Hello there! My name is Bree, and welcome to my own little corner of the Internet, Urban Garlic. This site is mainly a destination where I share some of my and my husband’s favourite, self-developed vegan recipes, as well as some personal recommendations on vegan personal care products, restaurants, fashion and more!
About Urban Garlic
I started Urban Garlic as a side blog in late 2014 when I was feeling very bored at an agency job and wanted a creative outlet.
It wasn’t originally a dedicated food blog but quickly evolved into one as I gradually became more interested in original recipe creation. I’ve always loved cooking, but in my mid-20s, I started experimenting with actually creating my own stuff. And it was good!
My first few years of photos and recipes were, by current standards, tragic. But there were still some good finds in there!
Today, Urban Garlic is a source mainly for vegan recipes, as well as occasional product, restaurant and shop recommendations, and a few vegan thoughts here or there.
Who I am
I’m 29 years old and a full-time reporter/editor based in Toronto. I teach tap dancing on the side and, when I remember to, update my blog!
I’m a very active and athletic person – I cycle to work every day (yes, even in January) and am almost always lifting, climbing or dancing. I’m a classically trained vocalist and pianist and love expressing myself artistically. I consider food an extension of that art.
In 2017 I married my soulmate, Jarrod, in Bowmanville, ON. We reside in East York with our cat, Ben, and live next door to our best friends. We have no children, nor do we have plans to have children, but we are very close with our respective families, who live very close, including my two-year-old nephew. Family and friends are very important to us. We love our community and love living busy lifestyles.
About the food you will (and won’t) see here
I have been a vegan since 2013. Therefore, all of the food here is 100% vegan — no compromise.
I don’t have any food allergies or intolerances and don’t restrict myself from foods like gluten, nuts or soy. However, I make efforts whenever possible to offer alternatives to common allergens. I do not claim to be an expert on this.
As an athlete, I tend to gravitate toward food that is high in fibre and protein, and doesn’t contain a lot of refined sugar (but I’m not anti-sugar by any means). And, like many people, I work nine to five and get home past six every day, so I wanted to make food for people who don’t want to wait another two hours to get some good food in their belly!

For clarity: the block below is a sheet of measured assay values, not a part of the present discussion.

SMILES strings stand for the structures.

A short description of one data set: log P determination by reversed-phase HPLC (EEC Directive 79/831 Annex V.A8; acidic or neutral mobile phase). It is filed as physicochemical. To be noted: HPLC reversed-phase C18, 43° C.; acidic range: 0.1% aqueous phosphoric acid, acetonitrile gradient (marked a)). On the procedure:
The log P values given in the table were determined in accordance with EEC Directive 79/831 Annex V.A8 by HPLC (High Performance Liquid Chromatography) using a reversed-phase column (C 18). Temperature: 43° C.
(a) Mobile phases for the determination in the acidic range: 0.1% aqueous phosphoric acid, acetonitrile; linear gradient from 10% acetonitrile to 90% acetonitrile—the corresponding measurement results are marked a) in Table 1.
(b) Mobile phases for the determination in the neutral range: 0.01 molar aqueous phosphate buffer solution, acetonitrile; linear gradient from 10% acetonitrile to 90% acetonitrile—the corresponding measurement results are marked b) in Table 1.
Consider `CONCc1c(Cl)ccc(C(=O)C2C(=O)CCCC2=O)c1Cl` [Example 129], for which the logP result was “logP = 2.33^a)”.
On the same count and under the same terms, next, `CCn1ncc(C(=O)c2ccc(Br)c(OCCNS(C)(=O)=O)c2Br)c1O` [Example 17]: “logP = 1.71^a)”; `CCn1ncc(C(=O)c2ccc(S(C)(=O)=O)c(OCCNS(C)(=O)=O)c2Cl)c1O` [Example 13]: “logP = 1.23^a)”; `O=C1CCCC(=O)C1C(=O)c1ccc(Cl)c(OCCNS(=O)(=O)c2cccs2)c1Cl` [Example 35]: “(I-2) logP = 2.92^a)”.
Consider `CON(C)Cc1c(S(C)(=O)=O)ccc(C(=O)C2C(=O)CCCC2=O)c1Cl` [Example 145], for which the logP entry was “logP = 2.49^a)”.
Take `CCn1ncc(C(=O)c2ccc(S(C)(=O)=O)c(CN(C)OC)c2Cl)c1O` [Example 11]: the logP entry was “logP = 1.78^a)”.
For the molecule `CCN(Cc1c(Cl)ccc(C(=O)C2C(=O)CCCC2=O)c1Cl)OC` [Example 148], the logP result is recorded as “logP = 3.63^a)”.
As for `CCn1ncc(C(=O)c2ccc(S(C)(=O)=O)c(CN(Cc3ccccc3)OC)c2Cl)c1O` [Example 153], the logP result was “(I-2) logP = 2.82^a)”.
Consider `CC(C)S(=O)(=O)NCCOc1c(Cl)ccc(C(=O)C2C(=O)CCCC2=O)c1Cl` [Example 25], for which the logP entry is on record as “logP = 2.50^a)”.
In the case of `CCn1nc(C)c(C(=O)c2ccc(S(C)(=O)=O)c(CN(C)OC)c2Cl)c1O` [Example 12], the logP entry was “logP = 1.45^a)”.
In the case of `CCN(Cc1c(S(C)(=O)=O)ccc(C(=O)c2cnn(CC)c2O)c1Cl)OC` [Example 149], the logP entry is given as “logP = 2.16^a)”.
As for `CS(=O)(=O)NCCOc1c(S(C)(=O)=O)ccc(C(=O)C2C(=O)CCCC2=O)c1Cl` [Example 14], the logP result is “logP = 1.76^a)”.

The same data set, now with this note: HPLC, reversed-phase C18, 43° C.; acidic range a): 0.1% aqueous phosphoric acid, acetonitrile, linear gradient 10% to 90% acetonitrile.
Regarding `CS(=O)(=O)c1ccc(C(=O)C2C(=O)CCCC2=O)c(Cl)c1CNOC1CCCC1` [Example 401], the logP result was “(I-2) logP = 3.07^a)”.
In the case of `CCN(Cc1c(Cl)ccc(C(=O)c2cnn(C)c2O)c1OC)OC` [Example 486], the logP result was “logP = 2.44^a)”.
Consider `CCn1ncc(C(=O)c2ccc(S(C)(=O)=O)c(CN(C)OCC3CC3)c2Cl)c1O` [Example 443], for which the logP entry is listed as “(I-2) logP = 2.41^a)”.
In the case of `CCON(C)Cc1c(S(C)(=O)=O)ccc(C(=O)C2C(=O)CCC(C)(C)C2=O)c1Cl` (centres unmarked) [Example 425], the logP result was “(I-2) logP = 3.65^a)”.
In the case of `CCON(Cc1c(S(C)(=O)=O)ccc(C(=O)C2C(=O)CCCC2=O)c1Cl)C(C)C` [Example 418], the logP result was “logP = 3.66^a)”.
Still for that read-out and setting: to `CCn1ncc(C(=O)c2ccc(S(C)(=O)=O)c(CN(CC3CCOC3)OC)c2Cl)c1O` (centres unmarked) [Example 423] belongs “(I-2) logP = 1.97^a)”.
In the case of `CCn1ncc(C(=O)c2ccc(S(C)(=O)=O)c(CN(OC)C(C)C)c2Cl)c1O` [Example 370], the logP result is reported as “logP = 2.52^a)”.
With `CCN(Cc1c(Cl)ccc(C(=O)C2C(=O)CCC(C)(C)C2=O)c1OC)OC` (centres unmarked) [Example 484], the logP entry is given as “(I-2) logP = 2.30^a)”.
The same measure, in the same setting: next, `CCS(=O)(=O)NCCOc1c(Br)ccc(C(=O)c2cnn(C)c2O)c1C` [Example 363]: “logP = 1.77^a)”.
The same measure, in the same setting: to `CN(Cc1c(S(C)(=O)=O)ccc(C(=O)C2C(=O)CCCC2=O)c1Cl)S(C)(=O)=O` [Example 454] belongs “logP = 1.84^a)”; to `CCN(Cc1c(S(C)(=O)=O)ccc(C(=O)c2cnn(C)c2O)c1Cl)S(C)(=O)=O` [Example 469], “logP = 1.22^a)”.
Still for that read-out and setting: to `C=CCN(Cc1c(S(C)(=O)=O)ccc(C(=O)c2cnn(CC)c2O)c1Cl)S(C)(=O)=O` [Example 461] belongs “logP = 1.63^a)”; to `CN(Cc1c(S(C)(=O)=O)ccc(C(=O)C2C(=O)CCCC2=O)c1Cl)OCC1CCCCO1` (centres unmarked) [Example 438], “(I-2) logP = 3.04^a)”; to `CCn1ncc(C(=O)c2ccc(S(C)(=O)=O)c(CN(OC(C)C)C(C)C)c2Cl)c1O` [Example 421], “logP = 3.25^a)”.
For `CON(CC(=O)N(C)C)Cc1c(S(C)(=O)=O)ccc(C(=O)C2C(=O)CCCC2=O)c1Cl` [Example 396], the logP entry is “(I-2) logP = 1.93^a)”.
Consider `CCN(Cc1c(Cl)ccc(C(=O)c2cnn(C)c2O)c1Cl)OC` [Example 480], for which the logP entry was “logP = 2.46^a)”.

Some bloggers like to have themes to their blogs – some are all about re-creating comfort classics, while others are all about earthy, plantiful (heh) concoctions with exotic ingredients. Personally, the theme here is variety!
On Wednesdays, I’ll usually post something to inspire you to make for the weekend – something that might take a little longer or require a few more kitchen tools, and something that feels like more of an indulgent, weekend treat (although I believe in treats for all days that end in Y, sometimes it’s way more fun to treat yourself on the weekend when you have time to go all-out).
On Saturdays, I’ll be more likely to serve you something that feels a bit easier, a bit lighter and a bit more convenient for when you’ve reached the end of your cooking capacity and then see that it’s only Tuesday. No dough, no overnight prep, no crazy marinades (some marinades, however, are always welcome, but when it comes to something that has to sit in the fridge for 60 minutes? Ain’t nobody got time for that!)
What don’t I post? Well, for starters, I’ve always been of the belief that no one needs a blog to tell them how to make avocado toast. And I don’t just mean I won’t literally post avocado toast. I’m not interested in building an audience off of recipes that seem too simple, that other vegan bloggers have done to death, that I’m not offering an original take on.
I also don’t like to post recipes with labels like “healthy,” “clean” or “guilt-free.” There are all sorts of reasons for this, but being that I have a history of disordered eating, it didn’t feel right for me to potentially become part of the machine that ruled my life for so long. What’s “healthy” for people is subjective (no one’s saying you should go stuffing a fistfull of white sugar in your face, but to put it simply, for four years I wasn’t allowed to eat apples due to digestive problems, and my father is not allowed to eat spinach due to a chronic health problem. Lots of food can be unhealthy, depending on who’s eating it). I also don’t like associating food with labels like “clean” (because if there’s “clean” food that means there’s “dirty” food) or “guilt-free” (no one should feel guilty for eating).
I also don’t use labels like “detox,” “cleanse” or “re-set,” which I associate with food-guilt. If you’re fine with these labels, that’s your prerogative, but I won’t put them on my blog.
I love to respond to emails as well, so drop me a line if you’re so inclined!